Arresting Early Childhood Caries with Silver Diamine Fluoride-A Literature Review
Marcus HT Fung, May CM Wong, Edward CM Lo and CH Chu*
Department of Dentistry, The University of Hong Kong, 1B30, Prince Philip Dental Hospital, 34 Hospital Road, Hong Kong SAR
- *Corresponding Author:
- CH Chu
Department of Dentistry
The University of Hong Kong
1B30, Prince Philip Dental Hospital
34 Hospital Road, Hong Kong SAR
Tel: +852 2859 0287
Fax: +852 2858 2532
E-mail: [email protected]
Received Date: November 08, 2013; Accepted Date: December 17, 2013; Published Date: December 24, 2013
Citation: Fung MHT, Wong MCM, Lo ECM, Chu CH (2013) Arresting Early Childhood Caries with Silver Diamine Fluoride-A Literature Review. J Oral Hyg Health 1:117. doi: 10.4172/2332-0702.1000117
Copyright: © 2013 Fung MHT, et al. This is an open-access article distributed under the terms of the Creative Commons Attribution License, which permits unrestricted use, distribution, and reproduction in any medium, provided the original author and source are credited.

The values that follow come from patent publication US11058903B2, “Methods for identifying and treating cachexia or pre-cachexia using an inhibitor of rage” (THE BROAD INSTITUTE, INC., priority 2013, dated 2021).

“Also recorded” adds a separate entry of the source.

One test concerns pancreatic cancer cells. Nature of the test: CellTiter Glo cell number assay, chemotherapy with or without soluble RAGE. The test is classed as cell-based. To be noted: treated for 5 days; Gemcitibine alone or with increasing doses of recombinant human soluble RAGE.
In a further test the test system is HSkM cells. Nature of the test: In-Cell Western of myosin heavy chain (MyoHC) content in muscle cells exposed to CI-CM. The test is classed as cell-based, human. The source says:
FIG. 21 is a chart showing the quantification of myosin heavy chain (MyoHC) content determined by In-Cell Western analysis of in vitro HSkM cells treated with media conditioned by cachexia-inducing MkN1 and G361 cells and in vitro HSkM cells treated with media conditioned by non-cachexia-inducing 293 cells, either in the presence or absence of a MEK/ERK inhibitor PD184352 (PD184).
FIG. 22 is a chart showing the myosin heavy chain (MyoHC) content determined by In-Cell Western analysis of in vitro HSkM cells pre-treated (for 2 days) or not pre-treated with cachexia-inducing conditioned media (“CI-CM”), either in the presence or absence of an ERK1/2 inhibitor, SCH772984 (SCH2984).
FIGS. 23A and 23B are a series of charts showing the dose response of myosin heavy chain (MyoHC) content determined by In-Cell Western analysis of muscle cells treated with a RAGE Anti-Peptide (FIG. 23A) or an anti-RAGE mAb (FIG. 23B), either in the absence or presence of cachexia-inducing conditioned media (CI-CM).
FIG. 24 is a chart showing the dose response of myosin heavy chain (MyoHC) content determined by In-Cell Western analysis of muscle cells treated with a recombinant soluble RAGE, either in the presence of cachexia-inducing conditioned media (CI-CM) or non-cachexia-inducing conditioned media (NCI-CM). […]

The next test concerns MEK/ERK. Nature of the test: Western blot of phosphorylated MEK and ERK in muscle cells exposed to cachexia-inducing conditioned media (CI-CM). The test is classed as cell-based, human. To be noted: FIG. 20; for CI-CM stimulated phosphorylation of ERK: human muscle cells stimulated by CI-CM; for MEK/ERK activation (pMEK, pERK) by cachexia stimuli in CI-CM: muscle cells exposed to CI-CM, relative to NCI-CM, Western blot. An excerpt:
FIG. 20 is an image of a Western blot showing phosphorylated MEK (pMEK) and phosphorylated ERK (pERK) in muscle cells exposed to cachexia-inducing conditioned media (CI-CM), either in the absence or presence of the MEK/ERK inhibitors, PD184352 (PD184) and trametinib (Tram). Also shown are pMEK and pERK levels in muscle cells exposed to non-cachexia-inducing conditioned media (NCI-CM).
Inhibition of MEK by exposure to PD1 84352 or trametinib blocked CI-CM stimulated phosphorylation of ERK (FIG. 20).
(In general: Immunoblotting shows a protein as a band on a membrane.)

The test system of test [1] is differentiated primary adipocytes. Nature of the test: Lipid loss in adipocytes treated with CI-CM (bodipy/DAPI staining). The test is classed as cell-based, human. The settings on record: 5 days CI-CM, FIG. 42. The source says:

Conventional restorative management of early childhood caries (ECC) is unlikely to tackle this prevalent disease, and arresting caries treatment using silver diamine fluoride (SDF) has become a pragmatic strategy, particularly for young and apprehensive children. Arrested caries is clinically characterized by its increase in hardness and a dark brown to black coloration. Subsequent restorative procedures can be carried out if necessary. This review article discusses the rationale of arresting caries treatment, mechanism of action of SDF, and safety and complications of SDF treatment. A literature search using PubMed was performed to review the clinical trials using SDF to manage ECC. Results found 6 clinical trials published in English since 1980. The studies suggested that one-off application of 12% SDF is not effective in arresting caries in children, but 38% SDF is. The main disadvantage of SDF treatment is black staining of the arrested lesion, but significant complications were not reported. In general, the studies concluded that topical application of SDF is a simple and low cost method to arrest ECC. This treatment strategy therefore increases access for children in developing countries to receive affordable dental treatment.